Drilon asks Aguirre: Why only 37 cases out of 4,000 killings?

Camille Elemia
Drilon asks Aguirre: Why only 37 cases out of 4,000 killings?
(UPDATED) 'Dismal [performance]. Well, it's a part of the culture of impunity,' says Senate Minority Leader Franklin Drilon on the Department of Justice's work on drug-related killings

MANILA, Philippines (UPDATED) – The National Bureau of Investigation (NBI)  is only investigating 37 cases out of the more than 4,000 killings in the administration’s ongoing drug war.

This was revealed on Thursday, August 17, during a Senate finance committee hearing on the proposed P17.3-billion budget of the Department of Justice (DOJ) for 2018.

This information was only given after the continuous questioning of Senate Minority Leader Franklin Drilon during the hearing.

Drilon asked about the status of Justice Secretary Vitaliano Aguirre II’s Department Order 120 which ordered the NBI to investigate alleged extrajudicial killings. Aguirre was evasive on the issue. 

“No data as to report or as to data generated by the NBI on killings related to the campaign against illegal drugs, as you directed in your [order]?” Drilon asked Aguirre.

Drilon criticized Aguirre and said there was an apparent attempt to “hide” things from the public.

“There appears something is being hidden; being kept. This is an issue which cannot be denied is an issue. All we’re asking for is data arising from your own issuances. Apparently no one can give this committee any data on this matter – notwithstanding the fact it has been a year since this campaign started,” Drilon said.

“We don’t even know how many cases have been reported under this Department Order No 120 and this is only for, since its issuance in February 2017 and does not cover even the past incidences,” he added.

Aguirre told the committee the DOJ needed to “collate” the data first and would submit the information in 10 days.  But when Drilon threatened to hold in abeyance the budget of the agency, Aguirre said they could provide the requested information in 20 minutes.

Aguirre also said that in July 2017, he issued a directive asking all agencies under the DOJ to submit an inventory of cases on drug-related killings but he had yet to received any submission.

To this, Drilon, a former justice secretary, said: “That’s a sad commentary. The directive of the Secretary is being ignored.”

Poor performance, culture of impunity

During the hearing, Justice Undersecretary Reynante Arceo said that as of May 30, 2017, the DOJ listed 3,050 deaths from legitimate drug-related police operations. Aguirre meanwhile said the Philippine National Police estimated “over a thousand” were killed by vigilante groups.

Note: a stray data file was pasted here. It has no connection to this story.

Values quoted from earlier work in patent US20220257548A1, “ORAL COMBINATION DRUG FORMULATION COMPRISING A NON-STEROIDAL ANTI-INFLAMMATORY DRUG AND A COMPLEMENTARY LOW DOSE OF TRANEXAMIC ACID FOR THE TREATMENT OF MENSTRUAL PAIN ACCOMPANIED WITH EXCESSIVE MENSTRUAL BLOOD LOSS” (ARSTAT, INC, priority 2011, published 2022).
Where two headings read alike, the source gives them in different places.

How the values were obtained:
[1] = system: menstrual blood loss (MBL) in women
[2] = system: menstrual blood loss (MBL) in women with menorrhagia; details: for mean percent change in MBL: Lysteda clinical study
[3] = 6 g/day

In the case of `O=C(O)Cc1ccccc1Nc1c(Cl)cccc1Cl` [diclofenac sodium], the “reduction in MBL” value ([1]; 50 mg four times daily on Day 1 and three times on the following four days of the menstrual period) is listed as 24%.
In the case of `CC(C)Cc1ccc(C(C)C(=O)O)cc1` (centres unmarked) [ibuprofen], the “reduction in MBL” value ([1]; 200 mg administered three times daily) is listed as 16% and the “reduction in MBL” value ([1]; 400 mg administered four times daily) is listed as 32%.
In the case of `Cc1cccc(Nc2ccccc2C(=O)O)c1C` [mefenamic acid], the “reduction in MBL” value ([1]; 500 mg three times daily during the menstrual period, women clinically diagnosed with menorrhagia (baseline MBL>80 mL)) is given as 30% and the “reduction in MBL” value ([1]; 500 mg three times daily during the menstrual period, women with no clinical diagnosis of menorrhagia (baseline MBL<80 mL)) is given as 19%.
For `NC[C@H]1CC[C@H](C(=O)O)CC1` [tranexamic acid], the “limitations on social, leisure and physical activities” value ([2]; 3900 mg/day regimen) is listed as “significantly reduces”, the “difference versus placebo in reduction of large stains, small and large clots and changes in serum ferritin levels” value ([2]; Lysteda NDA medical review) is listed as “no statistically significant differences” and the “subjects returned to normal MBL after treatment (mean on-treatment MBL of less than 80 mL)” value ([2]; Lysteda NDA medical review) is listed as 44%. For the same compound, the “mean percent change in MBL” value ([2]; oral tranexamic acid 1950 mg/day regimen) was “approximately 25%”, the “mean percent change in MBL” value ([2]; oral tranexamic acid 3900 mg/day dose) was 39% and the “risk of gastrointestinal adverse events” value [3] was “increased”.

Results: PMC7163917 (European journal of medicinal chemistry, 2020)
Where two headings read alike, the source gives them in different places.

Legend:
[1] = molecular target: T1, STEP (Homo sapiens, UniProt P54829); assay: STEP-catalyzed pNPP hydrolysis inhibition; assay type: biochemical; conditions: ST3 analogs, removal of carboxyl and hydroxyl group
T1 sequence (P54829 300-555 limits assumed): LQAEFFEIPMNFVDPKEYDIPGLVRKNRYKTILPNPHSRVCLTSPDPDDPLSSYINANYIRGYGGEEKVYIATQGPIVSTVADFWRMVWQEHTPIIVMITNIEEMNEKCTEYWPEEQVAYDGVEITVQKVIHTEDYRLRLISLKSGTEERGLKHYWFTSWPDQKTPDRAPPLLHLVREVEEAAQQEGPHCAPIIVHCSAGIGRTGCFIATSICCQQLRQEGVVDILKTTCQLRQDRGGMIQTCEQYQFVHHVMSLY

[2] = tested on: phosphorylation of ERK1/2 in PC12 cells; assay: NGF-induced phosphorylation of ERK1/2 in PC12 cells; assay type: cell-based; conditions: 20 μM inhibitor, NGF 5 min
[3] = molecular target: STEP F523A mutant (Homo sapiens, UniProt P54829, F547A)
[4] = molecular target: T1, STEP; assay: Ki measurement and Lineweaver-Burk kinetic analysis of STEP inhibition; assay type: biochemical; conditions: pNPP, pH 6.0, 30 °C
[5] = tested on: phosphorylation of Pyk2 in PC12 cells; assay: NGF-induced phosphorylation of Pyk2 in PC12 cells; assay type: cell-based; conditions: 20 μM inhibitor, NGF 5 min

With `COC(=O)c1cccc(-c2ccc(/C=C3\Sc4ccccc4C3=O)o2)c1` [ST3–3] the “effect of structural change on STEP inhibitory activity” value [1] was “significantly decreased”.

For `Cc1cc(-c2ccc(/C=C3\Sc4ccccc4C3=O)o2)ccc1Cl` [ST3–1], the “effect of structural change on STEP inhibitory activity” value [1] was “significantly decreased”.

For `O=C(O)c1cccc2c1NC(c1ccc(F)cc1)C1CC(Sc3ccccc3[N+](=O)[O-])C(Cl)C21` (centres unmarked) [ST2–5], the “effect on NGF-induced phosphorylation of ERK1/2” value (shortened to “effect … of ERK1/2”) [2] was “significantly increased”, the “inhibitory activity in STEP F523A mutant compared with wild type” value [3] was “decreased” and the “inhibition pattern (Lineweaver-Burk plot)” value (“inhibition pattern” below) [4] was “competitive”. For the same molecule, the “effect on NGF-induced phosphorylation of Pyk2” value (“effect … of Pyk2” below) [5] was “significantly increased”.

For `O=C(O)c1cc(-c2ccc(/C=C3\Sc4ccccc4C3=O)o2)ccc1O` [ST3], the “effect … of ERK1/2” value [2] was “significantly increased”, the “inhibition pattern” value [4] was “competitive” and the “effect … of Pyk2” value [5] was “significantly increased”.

“Based on data of the newly created Inter-Agency Council Against Drugs by the President, as of May 30, 2017, [the number of] drug personalities who died in the anti-drug war is about 3,050,” Arceo said.

Out of the more than 4,000 deaths, NBI Director Dante Gierran said they were investigating 37 cases – 7 from Metro Manila and 30 from other parts of the country.

Of this 37, 3 cases were already recommended for prosecution while 3 were “recommended for closure.”

“With respect to this estimate, it is only related to the investigation conducted by the NBI. We do not refer to the investigations being conducted by the other law enforcement agencies such as the PNP,” Gierran said.

The low number disturbed Drilon. He said the poor performance of the DOJ was “part of the culture of impunity.”

“You call that performance? Of the over 4,000 cases related to drugs, exactly 37 being investigated and of the 37, 24 pending, 3 have been recommended for prosecution. Dismal. Well, it’s a part of the culture of impunity,” Drilon told reporters after the hearing.

Aguirre, for his part, defended his agency and said the NBI is slow because it was not originally mandated to investigate the killings. The NBI, he said, started looking into the deaths only after receiving Department Order 120 in February 2017.

“Investigating deaths or drug-related killings is not one of them. And under the law, I could add functions to the NBI, so I added in February 2017. Meaning to say, before that date walang obligation ang NBI  (the NBI is under no obligation) to investigate these killings,” Aguirre told reporters.

Aguirre added that Drilon himself was the author of the NBI Modernization Law which specified the cases the bureau was obliged to investigate. 

He also said there was no attempt to conceal details from the public.

“I told them that there’s no truth to that. Ba’t naman itatago namin (Why would we hide it)? The President is very transparent on this,” Aguirre said.

Drilon has asked the committee to hold the DOJ’s budget in abeyance until it gives complete answers. The next hearing is set on Thursday, August 31.

In a statement, detained Senator Leila de Lima said, “The admission of the DOJ/NBI in today’s hearing only proves the truth of the criminal charge of non-prosecution of offenses I filed against Aguirre with the Ombudsman. Aguirre must be prosecuted accordingly.”

She described Aguirre’s admission as the “glaring truth…which validated what some sectors, including myself, have been pointing out: no serious and prompt investigation of extrajudicial killings related to the drug war is being conducted by our relevant agencies.” – Rappler.com

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Camille Elemia

Camille Elemia is Rappler's lead reporter for media, disinformation issues, and democracy. She won an ILO award in 2017. She received the prestigious Fulbright-Hubert Humphrey fellowship in 2019, allowing her to further study media and politics in the US. Email camille.elemia@rappler.com